Robbie Collin says in Daily telegram. Memoria possibly the first “of the actual swelling itself” – a thick metallic sound reverberates through a bedroom in Bogotá, awakening Jessica (Tilda Swinton), an English botanist who has come to the city to visit her sick sister Karen (Agnes Brekke). As this “bewitchingly strange” story unfolded, “noise kept spreading” in Jessica’s head. It was “sometimes mellow, sometimes big-hearted”, but “nobody but her” seemed to be able to hear it. Director Apichatpong Weerasethakul’s “dreamlike avant-garde” films have always been at the “borderline” of what most audiences think is considered cinema; this is “by far the most approachable he is”, as it is essentially a “simple mystery”: “What made the sound, and where can Jessica find it?”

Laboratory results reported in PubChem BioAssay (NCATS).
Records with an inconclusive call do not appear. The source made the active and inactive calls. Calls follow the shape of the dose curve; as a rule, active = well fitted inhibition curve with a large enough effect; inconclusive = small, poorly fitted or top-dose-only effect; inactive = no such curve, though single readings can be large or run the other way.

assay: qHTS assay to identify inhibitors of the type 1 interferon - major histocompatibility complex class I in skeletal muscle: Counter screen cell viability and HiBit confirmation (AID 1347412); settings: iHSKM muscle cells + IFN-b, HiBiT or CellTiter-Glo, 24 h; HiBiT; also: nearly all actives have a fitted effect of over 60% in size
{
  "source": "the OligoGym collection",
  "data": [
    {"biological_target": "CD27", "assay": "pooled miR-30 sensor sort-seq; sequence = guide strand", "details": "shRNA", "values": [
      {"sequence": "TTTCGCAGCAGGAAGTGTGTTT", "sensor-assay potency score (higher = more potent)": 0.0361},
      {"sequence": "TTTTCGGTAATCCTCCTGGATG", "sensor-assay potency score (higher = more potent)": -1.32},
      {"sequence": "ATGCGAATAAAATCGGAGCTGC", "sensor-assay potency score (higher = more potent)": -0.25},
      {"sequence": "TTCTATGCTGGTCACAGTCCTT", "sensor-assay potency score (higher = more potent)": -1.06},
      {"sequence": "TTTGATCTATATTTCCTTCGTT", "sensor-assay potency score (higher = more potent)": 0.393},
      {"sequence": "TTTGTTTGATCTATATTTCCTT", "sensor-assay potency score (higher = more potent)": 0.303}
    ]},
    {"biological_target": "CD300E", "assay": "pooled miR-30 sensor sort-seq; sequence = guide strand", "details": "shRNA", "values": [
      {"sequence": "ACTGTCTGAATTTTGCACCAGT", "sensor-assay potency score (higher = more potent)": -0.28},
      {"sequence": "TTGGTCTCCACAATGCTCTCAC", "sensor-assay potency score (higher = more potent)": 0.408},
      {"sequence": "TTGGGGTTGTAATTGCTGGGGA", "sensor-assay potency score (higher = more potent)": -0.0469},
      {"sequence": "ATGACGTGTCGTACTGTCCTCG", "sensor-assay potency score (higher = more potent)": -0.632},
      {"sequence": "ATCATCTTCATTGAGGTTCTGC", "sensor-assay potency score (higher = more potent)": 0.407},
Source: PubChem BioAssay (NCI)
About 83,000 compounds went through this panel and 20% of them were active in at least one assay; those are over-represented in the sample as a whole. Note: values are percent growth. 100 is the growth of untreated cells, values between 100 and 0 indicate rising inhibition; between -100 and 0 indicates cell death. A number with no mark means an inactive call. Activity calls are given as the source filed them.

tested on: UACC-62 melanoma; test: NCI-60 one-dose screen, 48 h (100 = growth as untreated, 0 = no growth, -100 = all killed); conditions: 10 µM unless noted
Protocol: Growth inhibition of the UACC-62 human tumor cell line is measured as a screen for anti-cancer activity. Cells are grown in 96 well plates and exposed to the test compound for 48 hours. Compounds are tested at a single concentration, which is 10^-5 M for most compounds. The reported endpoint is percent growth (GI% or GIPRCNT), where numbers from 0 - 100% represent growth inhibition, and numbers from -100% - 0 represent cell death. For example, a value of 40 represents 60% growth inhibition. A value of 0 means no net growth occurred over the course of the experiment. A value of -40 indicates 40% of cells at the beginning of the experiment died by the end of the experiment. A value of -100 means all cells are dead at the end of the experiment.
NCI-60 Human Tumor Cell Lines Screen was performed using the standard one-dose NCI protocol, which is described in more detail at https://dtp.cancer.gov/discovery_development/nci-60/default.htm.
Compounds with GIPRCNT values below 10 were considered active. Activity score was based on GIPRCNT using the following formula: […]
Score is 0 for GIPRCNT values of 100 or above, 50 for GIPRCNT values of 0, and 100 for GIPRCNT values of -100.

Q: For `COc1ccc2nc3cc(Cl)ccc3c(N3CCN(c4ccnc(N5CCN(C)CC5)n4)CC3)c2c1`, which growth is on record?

“Unless you have the inner entertaining power of the Buddha,” says Tom Shone in Sunday Times, I want to stay away from what seems to me almost “a parody of an art movie“. Swinton doesn’t “perform so much that she anoints every scene in her presence,” like a visiting alien. I took advantage of the endless rain photos to make tea and reply to emails. No doubt some viewers will be annoyed by Memoria“andante tempo” and “a long period of frosty silence,” says Peter Bradshaw in Guardians, but its “uniqueness and daring” left “an echo of happiness in my heart”. Weerasethakul is a true artist who asks us to examine “the unsolved and unsaid mysteries of existence: that we are born, live, die and all without ever knowing it.” why, or even often want to know”. This is a “beautiful and mysterious” cinema.
https://www.theweek.co.uk/arts-life/culture/film/955490/film-review-memoria Memoria review: arthouse movie starring Tilda Swinton